The fledgling "intelligent-design" movement, which says Darwinian explanations of human origins are inadequate, is aiming to shift from the margins to the mainstream.
The first major gathering of intelligent-design proponents took place in November at Biola University in La Mirada, California. Many of these scientists, philosophers, and theologians believe that Darwinian evolutionary theory has failed to solve the puzzle of life's origin and development.
If the turnout at the conference is any indication, intelligent design is gaining a following. More than 160 academics, double what organizers had envisioned, attended from 98 universities, colleges, and organizations. The majority represented secular universities. A central tenet of intelligent-design theory is that it is extremely improbable that the high level of complexity found in most life forms could have resulted from chance occurrences, as Darwinists believe. The inference that life's complexity is a result of an intelligent design forms the backbone of the movement (website: http://www.arn.org/arn).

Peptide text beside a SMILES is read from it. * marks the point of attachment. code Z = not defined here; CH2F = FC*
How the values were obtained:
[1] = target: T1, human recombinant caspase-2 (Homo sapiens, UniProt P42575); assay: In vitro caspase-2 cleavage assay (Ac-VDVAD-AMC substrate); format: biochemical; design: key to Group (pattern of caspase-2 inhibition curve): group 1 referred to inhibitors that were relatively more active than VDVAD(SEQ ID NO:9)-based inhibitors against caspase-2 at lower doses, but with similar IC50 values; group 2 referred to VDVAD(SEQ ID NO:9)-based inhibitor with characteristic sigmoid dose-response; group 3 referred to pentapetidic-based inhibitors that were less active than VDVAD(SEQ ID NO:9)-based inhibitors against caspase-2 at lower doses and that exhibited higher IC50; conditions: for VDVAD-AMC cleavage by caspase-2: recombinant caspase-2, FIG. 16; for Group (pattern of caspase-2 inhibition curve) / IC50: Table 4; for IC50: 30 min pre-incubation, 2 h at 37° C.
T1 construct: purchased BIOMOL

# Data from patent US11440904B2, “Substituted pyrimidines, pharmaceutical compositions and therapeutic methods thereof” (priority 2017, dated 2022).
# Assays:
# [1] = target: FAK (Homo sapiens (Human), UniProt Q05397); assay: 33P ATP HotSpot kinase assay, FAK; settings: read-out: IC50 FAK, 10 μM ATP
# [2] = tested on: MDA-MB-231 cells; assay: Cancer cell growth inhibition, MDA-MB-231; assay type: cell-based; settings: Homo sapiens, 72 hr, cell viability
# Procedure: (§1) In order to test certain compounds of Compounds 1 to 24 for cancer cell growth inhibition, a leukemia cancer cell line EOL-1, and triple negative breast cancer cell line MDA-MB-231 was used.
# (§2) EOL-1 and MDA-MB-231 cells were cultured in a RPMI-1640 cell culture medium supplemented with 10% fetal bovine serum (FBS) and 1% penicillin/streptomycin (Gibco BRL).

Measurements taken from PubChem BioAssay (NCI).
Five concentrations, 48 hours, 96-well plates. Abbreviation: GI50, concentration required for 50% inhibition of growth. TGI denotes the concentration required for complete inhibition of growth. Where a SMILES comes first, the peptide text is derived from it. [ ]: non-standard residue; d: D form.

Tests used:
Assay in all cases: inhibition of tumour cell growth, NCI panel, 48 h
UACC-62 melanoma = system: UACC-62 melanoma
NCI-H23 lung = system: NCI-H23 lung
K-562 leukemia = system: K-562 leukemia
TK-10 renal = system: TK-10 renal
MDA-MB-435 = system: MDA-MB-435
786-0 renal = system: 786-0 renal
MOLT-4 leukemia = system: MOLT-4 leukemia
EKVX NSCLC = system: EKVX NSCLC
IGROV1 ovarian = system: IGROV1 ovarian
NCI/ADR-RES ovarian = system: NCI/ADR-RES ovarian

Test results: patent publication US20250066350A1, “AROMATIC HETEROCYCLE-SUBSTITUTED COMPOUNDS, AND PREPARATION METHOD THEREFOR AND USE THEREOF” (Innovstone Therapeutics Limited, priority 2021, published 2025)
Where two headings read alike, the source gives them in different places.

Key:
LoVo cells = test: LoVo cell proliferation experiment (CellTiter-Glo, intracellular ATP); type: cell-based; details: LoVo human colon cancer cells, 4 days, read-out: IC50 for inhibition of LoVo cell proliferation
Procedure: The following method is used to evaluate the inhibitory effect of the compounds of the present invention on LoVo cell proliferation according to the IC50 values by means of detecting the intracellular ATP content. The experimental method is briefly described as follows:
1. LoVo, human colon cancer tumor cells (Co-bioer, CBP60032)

SCIENTIFIC HERESY? To evolutionists such as Eugenie Scott, executive director of the National Center for Science Education in El Cerrito, California, the concept of intelligent design is scientific heresy. Scott argues that bringing together science and religion—which she accuses intelligent-design proponents of attempting to do—flies in the face of the very nature of scientific inquiry.
"Doing so may be psychologically important, but it weakens this very good procedure we have for understanding the world," she says.
Biblical traditionalists also have disagreements with design theory. Larry Vardiman, an astrogeophysicist at the Institute for Creation Research ...1